Newest Adelson Rant Going Viral

Sheldon Adelson isn’t letting a little thing like an extended holiday weekend get in the way of his crusade against regulated online gambling in America.

On Sunday, a day that most Americans are likely using to shake off their lingering Thanksgiving food hangovers in front of a football game, Adelson published an op-ed piece in the Las Vegas Review-Journal in response to a previous article by Howard Stutz, a Review-Journal writer covering the gambling beat.

And, apparently, once again Mr. Adelson has managed to anger a few people, who are already responding via Twitter and other platforms to complain about Adelson’s latest fulmination.

Writer Howard Stutz remarked via his own Twitter page that it “looks like Uncle Sheldon’s “Get off my lawn” edict to me viral.”

Newest piece is more of the same

For those who have been closely monitoring the Adelson situation and are familiar with his viewpoints on the issue of online gambling, his newest piece will come as more of the same.

Key points that Adelson – and many other opponents of the spread of regulated online poker and casino games, it should be noted – makes in calling for restrictions on Internet betting are concerns about job loss in land-based casinos, additional exposure for problem gamblers, and potential access to real money betting sites by minors.

In Sunday’s Review-Journal feature, he asks two questions with regard to the nascent online gambling industry, which is already legal and operation in New Jersey, Delaware, and Nevada:

1) Is it bad for the public and our society in general?

And 2) Is it bad or even dangerous for the gaming industry?

These questions serve mainly to continue the same thread Adelson has been unspooling all year, namely that he believes the answers are yes and yes, and that Adelson, who donated more than $100 million to GOP candidates and causes in 2012, wants others to believe so too.

Adelson on the defensive since vowing to spend “whatever it takes”

Adelson, who at 80 years old is the head of the Las Vegas Sands Corporation, the operator of such hotels as the Venetian in Las Vegas, the Sands Macau in the special gaming sector of China, and the Sands Bethlehem in Pennsylvania, just to name a few, raised the ire of many in the gambling community earlier this month when it was revealed that he has assembled a small army to fight what he calls the “toxin” that is regulated Internet-based betting in the United States.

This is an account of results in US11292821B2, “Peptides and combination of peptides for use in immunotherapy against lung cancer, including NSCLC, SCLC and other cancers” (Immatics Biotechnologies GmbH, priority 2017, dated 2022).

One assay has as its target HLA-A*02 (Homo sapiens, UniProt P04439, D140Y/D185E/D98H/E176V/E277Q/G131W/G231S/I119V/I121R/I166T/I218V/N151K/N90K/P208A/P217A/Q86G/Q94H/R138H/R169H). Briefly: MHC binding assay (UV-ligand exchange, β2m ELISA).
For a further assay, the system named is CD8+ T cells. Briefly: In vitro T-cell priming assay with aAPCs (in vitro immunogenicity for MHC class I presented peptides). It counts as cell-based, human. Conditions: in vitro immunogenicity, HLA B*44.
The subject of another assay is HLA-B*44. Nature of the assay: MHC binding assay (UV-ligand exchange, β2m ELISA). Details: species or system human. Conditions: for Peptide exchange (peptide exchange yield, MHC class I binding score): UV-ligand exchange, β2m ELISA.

Or shall we say, re-raised it. Adelson isn’t exactly a hero amongst those who would like to see the game of real money online poker in addition to other casino games legalized, be it on a state by state basis or at the federal level.

Back in June, Adelson penned yet another op-ed piece that appeared on, in which he outlined the myriad reasons he believes online wagering is a scourge that ought to be banished from the U.S. From that time forward, Adelson has been a persona non grata to those in the gambling industry, some of whom have called for a boycott of Sands properties.

Whether Adelson’s trumpeting is being heard by those who aren’t already paying attention to the happenings in the world of casino gaming, both online and off, remains to be seen.

For the most part, the reaction to Adelson’s most recent efforts have been negative, with some calling him a hypocrite considering that he has grown extremely wealthy (in fact Adelson is the eleventh richest person in the United States) from his career in the land-based casino industry. Some have accused Adelson of splitting hairs in trying to make a moral distinction between brick and mortar casinos and their online counterparts.

About Cliff Spiller

Cliff Spiller has been an online writer for 14 years. He worked for Small World Marketing for a decade, where he covered topics like gaming, sports, movies, and how-to guides. Since 2014, he has blogged about US and international gambling news on,, and

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